Reimagining Travel: The Urgent Need for Sustainable Tourism in a Warming World

When preparing for a trip, considerations typically revolve around itinerary, attractions, cuisine, and packing. Often overlooked are the environmental consequences of travel and its effects on local communities. However, for companies reliant on travel and tourism, these aspects are crucial for investors and managers to address.

Bloomberg predicts that by 2033, the travel and tourism industry will expand to a $15.5 trillion sector, constituting nearly 12 percent of the global economy, marking a 50 percent surge from its 2019 value. While travel offers enriching experiences, including job creation, cultural appreciation, rejuvenation, and cherished memories, its projected growth is unsustainable, demanding serious industry changes.

Climate change is already impacting travel and tourism, evident in Europe’s record-breaking temperatures in 2023. As summers grow hotter, vacationers may seek cooler destinations or postpone travel to off-peak seasons, affecting travel patterns. Beyond summer tourism, warmer winters threaten ski resorts, leading to shorter seasons or closures. These changes profoundly impact local communities reliant on ski tourism for economic sustenance, disrupting hotel stays and restaurant investment.

While tourists contribute significantly to local economies, they also serve as cultural ambassadors. But shifts in travel patterns due to climate change pose economic challenges, with hotter temperatures deterring tourism in some areas. For instance, Greece temporarily closed the Acropolis due to extreme heat, reflecting a broader trend of declining Mediterranean vacations and a shift towards cooler destinations like the Czech Republic and Denmark.

Raising awareness about the environmental impact of travel is essential, even if it’s not always well-received. Air travel significantly contributes to climate change, emitting CO2, nitrogen oxide (NOx), vapor trails, and clouds, which together have twice the warming effect of CO2. In 2018, these factors accounted for two-thirds of aviation’s climate impact, with projections indicating a potential doubling by 2050.

Using OWL’s Deep Research Application, data on General Electric Company uncovers GE Aerospace’s 25 actions toward its 2050 Scope 3 net zero ambition. Air travel accounts for about 2.1 percent of global CO2 emissions, according to the Air Transport Action Group (ATAG). With aviation passenger traffic expected to grow by three percent annually through 2050, significant challenges lie ahead to meet the Paris Climate Agreement’s net zero emissions goal by 2050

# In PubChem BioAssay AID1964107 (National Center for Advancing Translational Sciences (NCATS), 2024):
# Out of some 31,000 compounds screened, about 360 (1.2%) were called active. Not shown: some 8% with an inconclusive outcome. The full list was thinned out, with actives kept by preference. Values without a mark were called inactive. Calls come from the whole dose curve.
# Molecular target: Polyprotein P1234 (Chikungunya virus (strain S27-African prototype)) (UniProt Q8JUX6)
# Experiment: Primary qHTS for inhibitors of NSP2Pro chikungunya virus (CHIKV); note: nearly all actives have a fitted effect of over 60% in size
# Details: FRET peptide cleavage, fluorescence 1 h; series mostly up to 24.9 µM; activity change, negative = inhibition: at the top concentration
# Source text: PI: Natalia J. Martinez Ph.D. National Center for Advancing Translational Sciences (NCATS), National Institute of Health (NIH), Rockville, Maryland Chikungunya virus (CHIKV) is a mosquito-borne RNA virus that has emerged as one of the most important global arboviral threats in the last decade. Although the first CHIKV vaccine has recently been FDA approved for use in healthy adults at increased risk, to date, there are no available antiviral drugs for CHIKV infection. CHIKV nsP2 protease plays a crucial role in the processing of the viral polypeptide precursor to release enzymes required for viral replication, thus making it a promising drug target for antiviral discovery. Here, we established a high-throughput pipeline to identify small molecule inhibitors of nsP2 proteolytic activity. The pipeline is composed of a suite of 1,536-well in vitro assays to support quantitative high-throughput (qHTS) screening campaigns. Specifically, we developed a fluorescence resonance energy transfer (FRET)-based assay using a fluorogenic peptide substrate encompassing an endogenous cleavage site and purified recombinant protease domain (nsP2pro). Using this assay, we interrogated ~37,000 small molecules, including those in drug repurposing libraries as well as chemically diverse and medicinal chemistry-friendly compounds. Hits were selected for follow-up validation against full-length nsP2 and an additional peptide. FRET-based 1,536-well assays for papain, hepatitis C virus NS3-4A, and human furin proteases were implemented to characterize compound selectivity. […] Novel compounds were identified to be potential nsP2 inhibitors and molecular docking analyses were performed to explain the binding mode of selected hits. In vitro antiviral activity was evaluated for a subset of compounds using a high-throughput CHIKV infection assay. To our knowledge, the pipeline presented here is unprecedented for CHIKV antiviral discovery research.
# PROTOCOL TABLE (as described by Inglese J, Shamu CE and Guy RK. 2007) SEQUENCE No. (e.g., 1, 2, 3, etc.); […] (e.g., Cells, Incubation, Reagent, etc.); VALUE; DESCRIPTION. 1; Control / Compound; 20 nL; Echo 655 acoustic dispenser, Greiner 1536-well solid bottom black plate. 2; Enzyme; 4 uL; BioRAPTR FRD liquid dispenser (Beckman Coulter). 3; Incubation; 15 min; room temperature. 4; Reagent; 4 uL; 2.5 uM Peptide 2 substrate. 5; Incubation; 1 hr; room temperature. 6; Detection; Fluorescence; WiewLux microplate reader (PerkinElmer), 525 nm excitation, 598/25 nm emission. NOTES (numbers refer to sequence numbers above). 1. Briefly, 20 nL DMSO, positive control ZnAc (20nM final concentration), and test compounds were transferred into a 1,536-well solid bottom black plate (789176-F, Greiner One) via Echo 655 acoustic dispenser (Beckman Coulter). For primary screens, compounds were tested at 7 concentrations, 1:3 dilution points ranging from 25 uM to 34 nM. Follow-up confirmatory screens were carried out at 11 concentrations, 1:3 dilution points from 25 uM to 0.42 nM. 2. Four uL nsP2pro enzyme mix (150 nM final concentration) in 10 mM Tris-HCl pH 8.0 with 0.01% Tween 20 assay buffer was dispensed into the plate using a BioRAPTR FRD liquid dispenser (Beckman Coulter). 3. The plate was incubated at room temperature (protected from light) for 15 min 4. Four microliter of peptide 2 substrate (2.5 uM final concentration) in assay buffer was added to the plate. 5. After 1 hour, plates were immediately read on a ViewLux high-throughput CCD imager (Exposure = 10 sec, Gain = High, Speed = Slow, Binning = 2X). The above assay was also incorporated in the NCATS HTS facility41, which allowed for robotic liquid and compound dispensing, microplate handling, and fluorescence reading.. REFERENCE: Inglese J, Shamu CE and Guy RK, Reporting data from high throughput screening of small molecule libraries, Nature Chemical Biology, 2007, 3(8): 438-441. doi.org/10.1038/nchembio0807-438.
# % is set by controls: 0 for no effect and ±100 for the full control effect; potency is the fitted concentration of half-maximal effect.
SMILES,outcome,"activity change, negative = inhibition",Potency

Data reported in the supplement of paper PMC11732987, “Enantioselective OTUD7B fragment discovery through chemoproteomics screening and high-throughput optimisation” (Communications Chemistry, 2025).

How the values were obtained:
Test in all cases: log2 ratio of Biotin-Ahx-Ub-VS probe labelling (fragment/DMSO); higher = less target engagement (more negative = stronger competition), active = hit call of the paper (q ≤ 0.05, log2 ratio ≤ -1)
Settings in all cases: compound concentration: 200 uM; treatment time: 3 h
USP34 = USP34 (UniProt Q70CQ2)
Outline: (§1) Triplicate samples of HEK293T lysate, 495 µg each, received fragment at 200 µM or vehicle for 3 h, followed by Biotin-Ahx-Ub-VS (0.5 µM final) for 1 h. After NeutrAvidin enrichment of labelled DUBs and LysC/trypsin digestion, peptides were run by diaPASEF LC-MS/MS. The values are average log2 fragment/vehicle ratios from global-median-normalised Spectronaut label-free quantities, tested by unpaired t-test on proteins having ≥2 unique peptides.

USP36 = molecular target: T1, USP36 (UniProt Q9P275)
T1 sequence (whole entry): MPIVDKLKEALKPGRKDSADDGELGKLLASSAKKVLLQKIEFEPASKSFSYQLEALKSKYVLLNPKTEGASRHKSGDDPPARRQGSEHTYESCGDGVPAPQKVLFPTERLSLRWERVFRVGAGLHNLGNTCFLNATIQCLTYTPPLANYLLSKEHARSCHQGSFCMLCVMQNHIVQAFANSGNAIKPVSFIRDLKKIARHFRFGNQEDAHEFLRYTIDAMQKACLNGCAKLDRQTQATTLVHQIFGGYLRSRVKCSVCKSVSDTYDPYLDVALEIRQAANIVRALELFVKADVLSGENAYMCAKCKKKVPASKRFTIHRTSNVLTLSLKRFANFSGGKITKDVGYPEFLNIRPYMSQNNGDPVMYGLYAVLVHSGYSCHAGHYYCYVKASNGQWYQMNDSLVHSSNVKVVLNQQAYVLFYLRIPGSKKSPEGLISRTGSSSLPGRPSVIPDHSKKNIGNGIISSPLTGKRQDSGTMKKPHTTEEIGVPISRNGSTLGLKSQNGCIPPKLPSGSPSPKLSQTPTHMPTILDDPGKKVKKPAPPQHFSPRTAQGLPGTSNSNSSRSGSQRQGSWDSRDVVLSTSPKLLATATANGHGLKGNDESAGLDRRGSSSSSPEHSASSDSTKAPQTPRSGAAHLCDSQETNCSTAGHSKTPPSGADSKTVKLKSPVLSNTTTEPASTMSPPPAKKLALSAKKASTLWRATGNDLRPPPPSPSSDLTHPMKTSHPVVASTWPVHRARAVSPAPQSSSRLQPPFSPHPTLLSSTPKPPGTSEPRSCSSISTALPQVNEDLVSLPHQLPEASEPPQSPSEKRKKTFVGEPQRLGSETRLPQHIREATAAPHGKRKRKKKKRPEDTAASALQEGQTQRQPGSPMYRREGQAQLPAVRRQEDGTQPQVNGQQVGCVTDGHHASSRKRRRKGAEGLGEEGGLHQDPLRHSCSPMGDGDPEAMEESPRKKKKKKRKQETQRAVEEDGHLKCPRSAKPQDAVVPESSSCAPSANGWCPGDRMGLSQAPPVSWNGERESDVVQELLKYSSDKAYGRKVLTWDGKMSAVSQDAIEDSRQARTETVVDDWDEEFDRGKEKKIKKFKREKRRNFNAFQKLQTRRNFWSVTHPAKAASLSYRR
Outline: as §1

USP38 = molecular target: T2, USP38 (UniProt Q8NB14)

All industry players—airlines, airports, aerospace manufacturers, fuel providers, and governments—must contribute to reducing aviation emissions. Aerospace manufacturers are developing technology for aircraft and engines with lower CO2 emissions that can use alternative fuels. Airlines and airports are improving ground operations, and fuel providers are creating low-carbon fuels. 

Similarly, cruise ships significantly contribute to global warming, emitting CO2 emissions equivalent to 50,000 flights between Paris and New York for ships visiting European ports in 2022. Efforts to address this issue include investments in alternative energy sources like liquefied natural gas (LNG) and shore power, although concerns persist about methane gas leaks associated with LNG use.

Additionally, the decline in biodiversity due to climate change will increasingly harm tourism, such as with coral reef bleaching impacting activities like snorkeling and scuba diving. Tourists often strain local resources, exacerbating issues in areas already facing scarcity, and shifting land use from conservation to accommodate tourism further harms biodiversity. Despite economic benefits, tourism carries significant costs and risks, including exploitation of communities.Truly sustainable travel involves renewable energy, water conservation, green transportation, responsible guides, and eco-friendly agriculture to enrich the tourism experience. While not every traveler prioritizes eco-travel, the industry must address greenhouse gas emissions, biodiversity protection, and community support to achieve sustainability. Considering the long-term impacts of travel on climate change urges us to rethink our travel choices and prioritize sustainability.